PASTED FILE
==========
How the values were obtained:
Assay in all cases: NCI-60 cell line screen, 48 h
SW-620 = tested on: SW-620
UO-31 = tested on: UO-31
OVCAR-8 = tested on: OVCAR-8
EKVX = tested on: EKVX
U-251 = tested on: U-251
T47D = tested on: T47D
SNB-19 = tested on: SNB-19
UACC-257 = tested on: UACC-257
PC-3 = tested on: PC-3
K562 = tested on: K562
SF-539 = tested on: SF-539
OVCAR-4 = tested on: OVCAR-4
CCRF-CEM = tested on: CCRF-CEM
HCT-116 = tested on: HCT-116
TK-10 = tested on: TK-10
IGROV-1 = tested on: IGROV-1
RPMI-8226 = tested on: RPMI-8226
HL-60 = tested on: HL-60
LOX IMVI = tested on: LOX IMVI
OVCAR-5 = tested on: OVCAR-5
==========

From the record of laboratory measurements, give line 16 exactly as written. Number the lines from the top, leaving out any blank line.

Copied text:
HCT-116 = tested on: HCT-116